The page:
Just as transfer tax revenues continue to disappoint, Fenwick Island town officials are depending more heavily on those taxes to balance a proposed 2007 fiscal-year budget.
Peter Frederick said that the town might have to use as much as $300,000 from the town’s reserves — which is made up mostly of saved transfer tax monies — to balance the proposed budget at about $1.6 million.
“That’s such a loose number,” said Councilwoman Audrey Serio. As town treasurer, she said that $300,000 is possible but not definite. “That’s taking into account that every number that’s plugged into the budget from each department is a solid number,” she said.
Fenwick town officials discussed the transfer tax issue and more at a budget meeting on Monday morning. Serio said that the town doesn’t budget for transfer taxes but uses their revenues to balance the budget.
The problem: a slow real estate market has dried up much of the transfer tax money town officials have grown accustomed to in the last three to four years. Since the beginning of the 2006 fiscal year, on Aug. 1, 2005, the town has collected just $145,000 in transfer tax revenues. At this same time last year, the town had collected about $500,000, a number that had been steady since at least 2002.
That is the other problem: despite the recent trend, transfer tax revenues are not predictably steady. And municipal governments across the coastal region are just beginning to accept that fact.
“If you run the town based on non-recurring income and next year we do the same thing, we don’t have a reserve anymore. Then what to you do?” Frederick asked. “Then you have to raise your taxes an incredible amount.”
Frederick said that there is about $1 million left in the town’s available reserves, but if the transfer taxes’ downward trend continues, that amount could drain quickly. Fenwick Island officials used about $60,000 from those reserves to balance the 2004 budget. And after only using $32,000 for the 2005 plan, they transferred $93,000 from the reserves to balance last year’s budget. This year’s number could triple last year’s at a time where everything is more expensive, Frederick said.
“Look at your personal expenses,” he said. “Everything costs more money now. Be it gas, oil changes on police cars or town trucks: The cost of everything seems to have gone up,” Frederick said, adding “We have not raised taxes in five years.”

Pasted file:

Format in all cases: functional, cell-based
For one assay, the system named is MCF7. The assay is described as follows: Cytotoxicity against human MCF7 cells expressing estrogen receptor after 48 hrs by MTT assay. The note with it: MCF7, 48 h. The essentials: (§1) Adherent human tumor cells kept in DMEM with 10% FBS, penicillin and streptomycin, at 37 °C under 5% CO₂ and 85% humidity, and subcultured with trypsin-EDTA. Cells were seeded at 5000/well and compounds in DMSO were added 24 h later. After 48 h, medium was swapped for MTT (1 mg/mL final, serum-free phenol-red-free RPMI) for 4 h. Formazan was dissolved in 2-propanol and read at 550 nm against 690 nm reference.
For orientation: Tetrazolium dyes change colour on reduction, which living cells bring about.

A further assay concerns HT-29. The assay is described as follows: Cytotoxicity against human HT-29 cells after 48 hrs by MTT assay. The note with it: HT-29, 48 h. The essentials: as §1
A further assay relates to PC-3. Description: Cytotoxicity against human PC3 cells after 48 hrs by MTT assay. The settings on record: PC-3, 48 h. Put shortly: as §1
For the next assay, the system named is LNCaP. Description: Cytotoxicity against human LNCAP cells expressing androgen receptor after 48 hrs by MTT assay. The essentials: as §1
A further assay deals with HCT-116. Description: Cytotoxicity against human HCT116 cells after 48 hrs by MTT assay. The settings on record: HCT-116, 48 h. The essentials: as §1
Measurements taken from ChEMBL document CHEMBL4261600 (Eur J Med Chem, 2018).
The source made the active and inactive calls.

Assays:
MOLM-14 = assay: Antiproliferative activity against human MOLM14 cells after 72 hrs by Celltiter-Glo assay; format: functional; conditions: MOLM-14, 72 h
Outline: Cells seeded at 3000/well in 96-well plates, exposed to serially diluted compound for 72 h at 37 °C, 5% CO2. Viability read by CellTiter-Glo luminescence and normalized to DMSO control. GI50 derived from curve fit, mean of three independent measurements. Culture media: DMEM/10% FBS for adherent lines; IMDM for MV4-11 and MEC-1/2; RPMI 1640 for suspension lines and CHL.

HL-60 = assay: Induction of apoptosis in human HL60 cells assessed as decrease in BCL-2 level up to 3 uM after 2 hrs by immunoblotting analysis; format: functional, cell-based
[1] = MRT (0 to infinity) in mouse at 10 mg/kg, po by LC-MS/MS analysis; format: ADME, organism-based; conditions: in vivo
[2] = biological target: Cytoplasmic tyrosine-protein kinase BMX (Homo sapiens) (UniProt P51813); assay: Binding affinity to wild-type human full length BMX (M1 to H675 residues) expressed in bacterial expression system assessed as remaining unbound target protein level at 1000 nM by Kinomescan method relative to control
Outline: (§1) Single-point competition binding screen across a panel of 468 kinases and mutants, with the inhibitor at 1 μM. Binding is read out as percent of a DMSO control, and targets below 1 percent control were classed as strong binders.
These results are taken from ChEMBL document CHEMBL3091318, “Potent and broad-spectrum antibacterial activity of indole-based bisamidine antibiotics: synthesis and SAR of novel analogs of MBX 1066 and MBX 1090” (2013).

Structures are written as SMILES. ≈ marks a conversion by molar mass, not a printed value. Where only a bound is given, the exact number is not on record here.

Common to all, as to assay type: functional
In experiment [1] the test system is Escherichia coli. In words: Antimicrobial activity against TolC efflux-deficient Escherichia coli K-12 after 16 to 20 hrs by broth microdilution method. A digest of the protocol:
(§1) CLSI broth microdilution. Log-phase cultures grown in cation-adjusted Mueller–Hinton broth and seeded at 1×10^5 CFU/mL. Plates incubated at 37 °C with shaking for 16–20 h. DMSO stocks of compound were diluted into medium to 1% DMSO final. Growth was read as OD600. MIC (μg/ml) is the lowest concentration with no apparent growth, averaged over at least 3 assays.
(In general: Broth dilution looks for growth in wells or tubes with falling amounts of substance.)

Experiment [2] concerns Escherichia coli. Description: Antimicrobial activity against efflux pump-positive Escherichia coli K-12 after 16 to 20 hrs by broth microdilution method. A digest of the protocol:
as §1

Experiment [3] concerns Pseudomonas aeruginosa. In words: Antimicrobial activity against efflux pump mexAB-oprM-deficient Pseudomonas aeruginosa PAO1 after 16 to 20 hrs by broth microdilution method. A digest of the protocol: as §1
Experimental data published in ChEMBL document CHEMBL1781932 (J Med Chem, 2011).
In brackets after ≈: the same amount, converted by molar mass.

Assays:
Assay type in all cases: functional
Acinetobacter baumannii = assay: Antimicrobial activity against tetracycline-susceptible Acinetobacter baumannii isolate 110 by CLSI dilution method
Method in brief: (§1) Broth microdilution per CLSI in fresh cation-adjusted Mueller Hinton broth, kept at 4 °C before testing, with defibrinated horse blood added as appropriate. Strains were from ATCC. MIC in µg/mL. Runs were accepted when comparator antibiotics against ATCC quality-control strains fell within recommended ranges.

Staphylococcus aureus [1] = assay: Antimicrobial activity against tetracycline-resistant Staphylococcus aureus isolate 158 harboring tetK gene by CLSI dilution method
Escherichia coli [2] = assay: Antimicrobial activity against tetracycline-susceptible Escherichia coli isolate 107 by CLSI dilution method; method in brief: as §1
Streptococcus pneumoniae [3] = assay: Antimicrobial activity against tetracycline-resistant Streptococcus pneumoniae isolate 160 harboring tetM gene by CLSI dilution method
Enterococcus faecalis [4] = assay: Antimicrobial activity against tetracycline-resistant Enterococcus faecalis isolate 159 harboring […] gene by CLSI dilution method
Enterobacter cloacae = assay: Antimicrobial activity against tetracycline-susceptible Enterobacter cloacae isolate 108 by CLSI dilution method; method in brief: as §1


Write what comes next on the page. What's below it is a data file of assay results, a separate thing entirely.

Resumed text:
And while the town’s expenses rise, another previously-dependable budget line has disappointed the town through April. After budgeting $200,000 for building permits based on 2005 totals, the town has only brought in just more than $112,000 through the end of April.
“That area is the weak area that we’re making sure we take into account next year,” Serio said. “That’s a large amount to make up in small budget such as ours.”
On the bright side, Fenwick officials have added $15,000 to the town’s property tax goal for next year, after already meeting the $500,000 expectation for the 2006 fiscal year. But at Monday’s meeting, they did discuss other possible added expenses. Frederick said that they added $16,000 to replace street signs. Another $6,000 might be added to the 2007 fiscal year plan for roof work on town hall.
And the town is considering renting or buying a car for its building official and town manager — if one is hired — which will add thousands to the expenditure side of the budget while its backup source of revenue continues to disappear as the housing boom subsides.
“Those are our savings,” Town Councilman Harry Haon said of the transfer tax-dependant reserves. “The more that we transfer money from our savings to pay for operating costs, the less savings we have and therefore the less flexibility for the future.”
And, as he added, no one knows what that future will hold.
“The building boom has subsided tremendously. Will it come back? Absolutely. When? Who know? We’ll have to make some kind of predictions on what that market is going to look like over the next five years.”